Credit goes to Brontosaurus and rootbeer277 for pointing out some innaccuracies in the original version of my writeup. Thanks.
The ISO paper size system is based on the metric system and is used pretty much everywhere in the world aside from the United States, which is sticking to its own system.
In the ISO system, the ratio of the length of the paper to the width is 1.4142, or the square root of 2. This means that you can put two pieces of paper side by side and instantly have a piece of paper twice as big with exactly the same proportions.
If you have a hard time grokking this as I did, imagine two pieces of paper, each piece one unit wide and square root of two units long. When you put them together, the square root of 2 side would become the width, and the two ones added together would become the length of the new piece of paper. The dimensions would be square root of 2 units by 2 units, and the ratio would again be 1 to the square root of 2. Ingenious.
ISO Papers come in three size categories: A, B, and C. Because the square root of two is involved, the dimensions for ISO Paper aren't nice round numbers (like the US letter 8.5" x 11").
Because it is metric, the size system is ultimately based on the meter: specifically, the A0 size has an area of one square meter.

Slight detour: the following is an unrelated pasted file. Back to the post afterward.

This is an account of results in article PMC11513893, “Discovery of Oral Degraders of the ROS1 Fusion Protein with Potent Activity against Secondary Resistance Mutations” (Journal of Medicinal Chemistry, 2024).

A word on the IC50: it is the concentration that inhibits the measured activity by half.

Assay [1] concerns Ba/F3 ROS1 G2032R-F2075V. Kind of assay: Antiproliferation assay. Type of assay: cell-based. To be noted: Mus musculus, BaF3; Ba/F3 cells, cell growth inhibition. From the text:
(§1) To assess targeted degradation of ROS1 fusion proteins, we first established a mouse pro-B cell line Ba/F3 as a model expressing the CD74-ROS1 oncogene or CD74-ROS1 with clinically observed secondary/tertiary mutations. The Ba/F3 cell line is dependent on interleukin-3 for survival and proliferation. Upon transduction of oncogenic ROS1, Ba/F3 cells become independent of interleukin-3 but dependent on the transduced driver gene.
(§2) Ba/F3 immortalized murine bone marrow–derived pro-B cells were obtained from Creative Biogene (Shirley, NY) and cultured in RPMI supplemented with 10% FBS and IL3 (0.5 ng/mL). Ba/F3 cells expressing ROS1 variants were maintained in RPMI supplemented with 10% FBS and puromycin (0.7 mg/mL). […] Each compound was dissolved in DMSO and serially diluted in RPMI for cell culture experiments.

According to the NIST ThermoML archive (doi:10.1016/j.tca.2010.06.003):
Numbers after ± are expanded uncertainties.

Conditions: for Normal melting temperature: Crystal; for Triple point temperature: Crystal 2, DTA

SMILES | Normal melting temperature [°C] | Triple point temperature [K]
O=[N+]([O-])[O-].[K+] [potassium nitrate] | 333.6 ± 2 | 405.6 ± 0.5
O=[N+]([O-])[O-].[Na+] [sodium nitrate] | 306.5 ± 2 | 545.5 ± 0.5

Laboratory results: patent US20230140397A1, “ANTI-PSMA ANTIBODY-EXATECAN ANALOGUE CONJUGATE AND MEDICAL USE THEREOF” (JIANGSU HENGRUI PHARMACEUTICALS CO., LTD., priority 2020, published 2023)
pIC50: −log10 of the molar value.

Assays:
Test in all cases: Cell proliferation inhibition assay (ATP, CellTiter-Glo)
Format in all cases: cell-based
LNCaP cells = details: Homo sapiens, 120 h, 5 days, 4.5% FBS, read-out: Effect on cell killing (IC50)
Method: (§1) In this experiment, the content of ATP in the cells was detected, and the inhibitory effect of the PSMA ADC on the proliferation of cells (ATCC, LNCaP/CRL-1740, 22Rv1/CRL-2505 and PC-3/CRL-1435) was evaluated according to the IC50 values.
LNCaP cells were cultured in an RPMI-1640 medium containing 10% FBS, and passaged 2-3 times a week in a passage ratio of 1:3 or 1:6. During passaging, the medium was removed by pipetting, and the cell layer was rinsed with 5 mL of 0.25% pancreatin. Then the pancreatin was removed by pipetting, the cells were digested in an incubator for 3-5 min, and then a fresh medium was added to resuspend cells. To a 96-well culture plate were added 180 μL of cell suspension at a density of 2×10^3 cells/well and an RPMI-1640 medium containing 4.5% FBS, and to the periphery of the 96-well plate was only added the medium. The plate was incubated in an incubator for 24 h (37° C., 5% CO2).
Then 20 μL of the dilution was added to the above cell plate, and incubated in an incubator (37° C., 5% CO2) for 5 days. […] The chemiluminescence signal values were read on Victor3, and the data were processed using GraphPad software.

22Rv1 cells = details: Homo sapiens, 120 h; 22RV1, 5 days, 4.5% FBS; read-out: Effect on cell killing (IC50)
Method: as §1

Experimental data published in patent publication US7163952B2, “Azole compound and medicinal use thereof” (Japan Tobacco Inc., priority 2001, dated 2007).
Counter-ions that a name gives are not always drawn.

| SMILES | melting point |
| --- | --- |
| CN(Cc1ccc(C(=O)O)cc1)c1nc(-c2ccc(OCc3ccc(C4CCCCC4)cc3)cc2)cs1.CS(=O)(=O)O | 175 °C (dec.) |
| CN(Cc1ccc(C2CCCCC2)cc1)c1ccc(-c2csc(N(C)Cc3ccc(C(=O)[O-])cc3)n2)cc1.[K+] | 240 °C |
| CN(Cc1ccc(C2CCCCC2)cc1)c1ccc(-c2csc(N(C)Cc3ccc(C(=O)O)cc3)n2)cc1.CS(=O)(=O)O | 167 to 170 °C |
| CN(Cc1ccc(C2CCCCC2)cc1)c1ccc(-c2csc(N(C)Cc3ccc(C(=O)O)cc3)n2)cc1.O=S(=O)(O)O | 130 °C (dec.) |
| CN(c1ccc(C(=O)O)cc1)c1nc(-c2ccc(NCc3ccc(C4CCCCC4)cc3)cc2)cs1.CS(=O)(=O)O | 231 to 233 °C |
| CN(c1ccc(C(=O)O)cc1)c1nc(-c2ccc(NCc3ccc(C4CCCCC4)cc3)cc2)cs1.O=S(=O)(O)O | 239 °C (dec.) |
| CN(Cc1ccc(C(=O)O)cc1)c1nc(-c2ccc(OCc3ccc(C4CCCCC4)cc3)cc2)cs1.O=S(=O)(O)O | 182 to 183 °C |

As the number gets larger, the size gets smaller, so an A1 is half the size of the A0, the A2 is half the size of the A1 and so on. A4 is the closest size corresponding to the US letter size.
The B size is the geometric mean between the An and An-1 sizes, so a B1 is sized between an A0 and an A1. The B0 is between an 2A0 (see below) and an A0, so it's the square root of 2 times as big as an A0. It's used when one size is a little too big but the next size is too small. Not widely used outside of drawing or graphic work.
The C size is the fourth root of 2 times the size of the corresponding A and is generally used for envelopes. A corresponding A paper size can fit unfolded in a C sized envelope.
Of course, anyone looking at this size system would see a problem: you're on zero here, all the way down, all the way down. Where can you go from there? Where? Nowhere.
So, to describe larger paper sizes, they've has added a few other players: The awkwardly named 2A0 is twice the size of the A0, and the 4A0 is, respectively, twice the size of the 2A0.
In addition, for printers there are slightly larger sizes (RA0, RA1, etc) that add margins for binding or trimming. And there are even more slightly larger sizes (SRA0,SRA1, etc) used for bleeds.